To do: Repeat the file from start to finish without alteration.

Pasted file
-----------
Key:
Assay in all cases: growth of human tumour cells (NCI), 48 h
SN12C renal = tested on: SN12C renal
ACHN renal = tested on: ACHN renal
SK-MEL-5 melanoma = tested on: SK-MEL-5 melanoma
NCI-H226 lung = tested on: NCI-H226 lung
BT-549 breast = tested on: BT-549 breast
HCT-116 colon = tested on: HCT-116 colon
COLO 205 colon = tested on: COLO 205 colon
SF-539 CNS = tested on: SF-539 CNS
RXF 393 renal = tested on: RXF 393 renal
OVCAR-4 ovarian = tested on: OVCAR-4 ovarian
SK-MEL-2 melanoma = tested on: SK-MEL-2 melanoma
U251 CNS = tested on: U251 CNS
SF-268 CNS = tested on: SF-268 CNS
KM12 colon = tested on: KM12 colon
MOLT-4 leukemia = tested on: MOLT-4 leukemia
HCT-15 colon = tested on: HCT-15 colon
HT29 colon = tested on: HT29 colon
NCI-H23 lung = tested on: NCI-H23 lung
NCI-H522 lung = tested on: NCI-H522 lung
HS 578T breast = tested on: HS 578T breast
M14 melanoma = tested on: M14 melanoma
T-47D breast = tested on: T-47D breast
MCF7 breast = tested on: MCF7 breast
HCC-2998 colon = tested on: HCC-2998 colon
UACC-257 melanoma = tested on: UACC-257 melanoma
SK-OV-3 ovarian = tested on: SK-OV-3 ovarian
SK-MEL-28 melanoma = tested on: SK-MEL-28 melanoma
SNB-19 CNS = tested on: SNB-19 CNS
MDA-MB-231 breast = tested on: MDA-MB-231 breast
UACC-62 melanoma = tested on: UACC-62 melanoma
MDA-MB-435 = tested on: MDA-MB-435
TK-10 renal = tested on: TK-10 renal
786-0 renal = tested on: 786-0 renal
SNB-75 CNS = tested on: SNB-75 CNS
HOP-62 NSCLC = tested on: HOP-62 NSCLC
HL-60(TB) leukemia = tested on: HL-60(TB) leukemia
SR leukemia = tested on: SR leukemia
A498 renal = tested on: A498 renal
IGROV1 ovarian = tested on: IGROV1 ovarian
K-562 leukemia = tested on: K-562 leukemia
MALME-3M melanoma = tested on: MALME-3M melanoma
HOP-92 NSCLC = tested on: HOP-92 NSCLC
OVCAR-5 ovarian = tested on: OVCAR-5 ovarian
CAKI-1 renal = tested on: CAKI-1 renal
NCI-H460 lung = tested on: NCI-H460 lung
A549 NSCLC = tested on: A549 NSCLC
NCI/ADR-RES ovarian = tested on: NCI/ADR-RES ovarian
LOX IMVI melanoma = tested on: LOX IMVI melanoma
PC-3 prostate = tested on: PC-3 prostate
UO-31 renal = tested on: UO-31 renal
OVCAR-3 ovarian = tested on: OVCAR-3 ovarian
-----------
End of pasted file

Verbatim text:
Key:
Assay in all cases: growth of human tumour cells (NCI), 48 h
SN12C renal = tested on: SN12C renal
ACHN renal = tested on: ACHN renal
SK-MEL-5 melanoma = tested on: SK-MEL-5 melanoma
NCI-H226 lung = tested on: NCI-H226 lung
BT-549 breast = tested on: BT-549 breast
HCT-116 colon = tested on: HCT-116 colon
COLO 205 colon = tested on: COLO 205 colon
SF-539 CNS = tested on: SF-539 CNS
RXF 393 renal = tested on: RXF 393 renal
OVCAR-4 ovarian = tested on: OVCAR-4 ovarian
SK-MEL-2 melanoma = tested on: SK-MEL-2 melanoma
U251 CNS = tested on: U251 CNS
SF-268 CNS = tested on: SF-268 CNS
KM12 colon = tested on: KM12 colon
MOLT-4 leukemia = tested on: MOLT-4 leukemia
HCT-15 colon = tested on: HCT-15 colon
HT29 colon = tested on: HT29 colon
NCI-H23 lung = tested on: NCI-H23 lung
NCI-H522 lung = tested on: NCI-H522 lung
HS 578T breast = tested on: HS 578T breast
M14 melanoma = tested on: M14 melanoma
T-47D breast = tested on: T-47D breast
MCF7 breast = tested on: MCF7 breast
HCC-2998 colon = tested on: HCC-2998 colon
UACC-257 melanoma = tested on: UACC-257 melanoma
SK-OV-3 ovarian = tested on: SK-OV-3 ovarian
SK-MEL-28 melanoma = tested on: SK-MEL-28 melanoma
SNB-19 CNS = tested on: SNB-19 CNS
MDA-MB-231 breast = tested on: MDA-MB-231 breast
UACC-62 melanoma = tested on: UACC-62 melanoma
MDA-MB-435 = tested on: MDA-MB-435
TK-10 renal = tested on: TK-10 renal
786-0 renal = tested on: 786-0 renal
SNB-75 CNS = tested on: SNB-75 CNS
HOP-62 NSCLC = tested on: HOP-62 NSCLC
HL-60(TB) leukemia = tested on: HL-60(TB) leukemia
SR leukemia = tested on: SR leukemia
A498 renal = tested on: A498 renal
IGROV1 ovarian = tested on: IGROV1 ovarian
K-562 leukemia = tested on: K-562 leukemia
MALME-3M melanoma = tested on: MALME-3M melanoma
HOP-92 NSCLC = tested on: HOP-92 NSCLC
OVCAR-5 ovarian = tested on: OVCAR-5 ovarian
CAKI-1 renal = tested on: CAKI-1 renal
NCI-H460 lung = tested on: NCI-H460 lung
A549 NSCLC = tested on: A549 NSCLC
NCI/ADR-RES ovarian = tested on: NCI/ADR-RES ovarian
LOX IMVI melanoma = tested on: LOX IMVI melanoma
PC-3 prostate = tested on: PC-3 prostate
UO-31 renal = tested on: UO-31 renal
OVCAR-3 ovarian = tested on: OVCAR-3 ovarian